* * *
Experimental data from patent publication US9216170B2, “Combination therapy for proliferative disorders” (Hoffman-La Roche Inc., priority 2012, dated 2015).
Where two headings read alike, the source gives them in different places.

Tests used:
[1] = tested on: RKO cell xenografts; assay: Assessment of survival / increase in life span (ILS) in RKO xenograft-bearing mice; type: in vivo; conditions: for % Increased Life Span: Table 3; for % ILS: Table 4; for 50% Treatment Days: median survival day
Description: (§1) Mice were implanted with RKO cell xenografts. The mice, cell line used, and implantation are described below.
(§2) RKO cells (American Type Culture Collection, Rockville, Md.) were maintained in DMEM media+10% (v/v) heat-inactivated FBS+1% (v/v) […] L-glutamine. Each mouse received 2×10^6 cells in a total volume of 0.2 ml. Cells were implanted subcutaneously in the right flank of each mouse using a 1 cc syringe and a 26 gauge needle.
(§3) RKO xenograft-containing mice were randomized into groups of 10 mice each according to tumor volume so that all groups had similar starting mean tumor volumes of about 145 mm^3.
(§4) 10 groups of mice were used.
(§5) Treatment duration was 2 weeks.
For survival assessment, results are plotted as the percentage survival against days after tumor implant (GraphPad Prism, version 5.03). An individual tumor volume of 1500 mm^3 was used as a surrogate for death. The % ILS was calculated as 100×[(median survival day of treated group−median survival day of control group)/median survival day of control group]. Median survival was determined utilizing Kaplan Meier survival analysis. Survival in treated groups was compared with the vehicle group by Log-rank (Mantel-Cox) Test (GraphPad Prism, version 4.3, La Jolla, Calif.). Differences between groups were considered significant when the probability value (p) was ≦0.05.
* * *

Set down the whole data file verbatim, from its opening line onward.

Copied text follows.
Experimental data from patent publication US9216170B2, “Combination therapy for proliferative disorders” (Hoffman-La Roche Inc., priority 2012, dated 2015).
Where two headings read alike, the source gives them in different places.

Tests used:
[1] = tested on: RKO cell xenografts; assay: Assessment of survival / increase in life span (ILS) in RKO xenograft-bearing mice; type: in vivo; conditions: for % Increased Life Span: Table 3; for % ILS: Table 4; for 50% Treatment Days: median survival day
Description: (§1) Mice were implanted with RKO cell xenografts. The mice, cell line used, and implantation are described below.
(§2) RKO cells (American Type Culture Collection, Rockville, Md.) were maintained in DMEM media+10% (v/v) heat-inactivated FBS+1% (v/v) […] L-glutamine. Each mouse received 2×10^6 cells in a total volume of 0.2 ml. Cells were implanted subcutaneously in the right flank of each mouse using a 1 cc syringe and a 26 gauge needle.
(§3) RKO xenograft-containing mice were randomized into groups of 10 mice each according to tumor volume so that all groups had similar starting mean tumor volumes of about 145 mm^3.
(§4) 10 groups of mice were used.
(§5) Treatment duration was 2 weeks.
For survival assessment, results are plotted as the percentage survival against days after tumor implant (GraphPad Prism, version 5.03). An individual tumor volume of 1500 mm^3 was used as a surrogate for death. The % ILS was calculated as 100×[(median survival day of treated group−median survival day of control group)/median survival day of control group]. Median survival was determined utilizing Kaplan Meier survival analysis. Survival in treated groups was compared with the vehicle group by Log-rank (Mantel-Cox) Test (GraphPad Prism, version 4.3, La Jolla, Calif.). Differences between groups were considered significant when the probability value (p) was ≦0.05.